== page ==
News & Advice

Clinical mastitis during calving – eyes on the ball

Aug 1, 2018 | Dairy, Dairy Animal Health & Welfare

Irrespective of how well drying off goes, most herds have some level of clinical mastitis to deal with during the calving period. An individual animal may have been treated with dry cow therapy, or a teat sealant, or combo therapy, but these approaches only lower the risk of a new clinical infection – they do not eliminate it all together. As we enter the busy time of spring calving, it is worth taking a moment to remind ourselves of some of the mastitis control strategies that are useful at this time. 
Reduce the chance of teat contact with mud as best you can. New clinical mastitis infections, through environmental bacteria, is a numbers game. The more mud and faecal material on the teat surface, for any reason, the greater the probability that a new infection can be established by the likes of Strep uberis and E coli. Of course, it is a case of balancing competing forces as springer/transition cows are run on tight pasture breaks leading up to calving and this may increase the risk of teat soiling. However, there is very sound evidence that the dirtier the udders and teats appear during the transition period, the higher the new infection risk so use the visual clues here when milking freshly calved cows to gauge your risk.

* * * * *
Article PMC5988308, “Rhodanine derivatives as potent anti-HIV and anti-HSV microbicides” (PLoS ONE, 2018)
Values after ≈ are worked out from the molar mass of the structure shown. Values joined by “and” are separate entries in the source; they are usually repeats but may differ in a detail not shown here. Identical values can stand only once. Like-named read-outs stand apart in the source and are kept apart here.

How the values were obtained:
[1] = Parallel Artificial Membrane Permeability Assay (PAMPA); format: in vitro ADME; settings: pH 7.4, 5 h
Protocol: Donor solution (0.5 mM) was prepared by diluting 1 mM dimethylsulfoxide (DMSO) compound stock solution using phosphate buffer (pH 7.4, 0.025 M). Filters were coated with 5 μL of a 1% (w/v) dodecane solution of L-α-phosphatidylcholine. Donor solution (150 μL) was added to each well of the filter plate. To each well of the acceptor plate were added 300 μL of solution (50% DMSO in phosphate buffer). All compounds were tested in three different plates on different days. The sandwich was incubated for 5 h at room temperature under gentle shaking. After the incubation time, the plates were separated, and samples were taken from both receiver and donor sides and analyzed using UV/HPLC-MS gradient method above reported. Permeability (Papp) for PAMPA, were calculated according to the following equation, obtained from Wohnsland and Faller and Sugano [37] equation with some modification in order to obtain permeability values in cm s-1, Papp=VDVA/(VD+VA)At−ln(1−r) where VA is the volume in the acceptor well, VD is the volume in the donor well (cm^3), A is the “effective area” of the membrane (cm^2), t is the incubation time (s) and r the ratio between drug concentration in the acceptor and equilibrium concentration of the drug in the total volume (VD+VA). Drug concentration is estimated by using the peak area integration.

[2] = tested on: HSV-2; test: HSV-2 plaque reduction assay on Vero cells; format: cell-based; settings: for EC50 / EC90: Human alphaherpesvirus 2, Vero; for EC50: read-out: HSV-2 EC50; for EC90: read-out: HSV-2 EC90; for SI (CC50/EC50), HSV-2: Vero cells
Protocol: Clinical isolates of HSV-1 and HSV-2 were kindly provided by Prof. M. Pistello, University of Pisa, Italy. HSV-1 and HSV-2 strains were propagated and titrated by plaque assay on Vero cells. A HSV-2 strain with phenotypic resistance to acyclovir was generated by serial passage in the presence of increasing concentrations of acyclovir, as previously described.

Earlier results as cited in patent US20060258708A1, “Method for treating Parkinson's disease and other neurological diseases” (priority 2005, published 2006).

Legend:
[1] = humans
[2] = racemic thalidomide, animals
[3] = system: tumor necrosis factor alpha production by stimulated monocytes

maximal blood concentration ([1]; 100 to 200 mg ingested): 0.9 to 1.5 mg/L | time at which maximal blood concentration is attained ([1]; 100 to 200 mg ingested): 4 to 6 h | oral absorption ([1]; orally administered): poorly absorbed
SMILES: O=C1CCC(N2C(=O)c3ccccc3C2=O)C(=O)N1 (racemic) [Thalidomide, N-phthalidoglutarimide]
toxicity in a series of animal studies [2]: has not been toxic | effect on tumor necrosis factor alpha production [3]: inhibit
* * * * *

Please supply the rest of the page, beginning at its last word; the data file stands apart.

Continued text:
Monitor the number of new clinical cases against the trigger level. Smart SAMM has recommended that, during the transition period (2 weeks prior to calving and 2 weeks after calving for an individual cow) the trigger point for action should be no greater than 8 clinical cases/100 cow calved/month. Again, with calving cows and managing calves, it is difficult to find time during the calving period to sit down and assess the animal health treatments you are recording, but in this case, it is worthwhile. If the number of new clinical mastitis infections is approaching, or greater than this trigger, it is well worthwhile asking your vet to assist you in exploring the causes further so action to reduce risk can be considered. Recall that every clinical case is worth around $250 to the dairy business so there is plenty of financial incentive to monitor, assess and take action if required. 
Take a milk sample immediately prior to inserting lactating cow treatment. If you find a new case for treatment, the teat must be disinfected prior to inserting the treatment tube so why not take a sterile milk sample for freezing as an insurance policy. If, in a number of weeks, the clinical case rate has risen above the trigger level, these frozen samples stored on farm will be invaluable in making sure that the mastitis bugs we think we are dealing with prove to be the ones actually causing the infection. This is an insurance against addressing an increase in new infection rate adequately and using appropriate treatment. 

Share This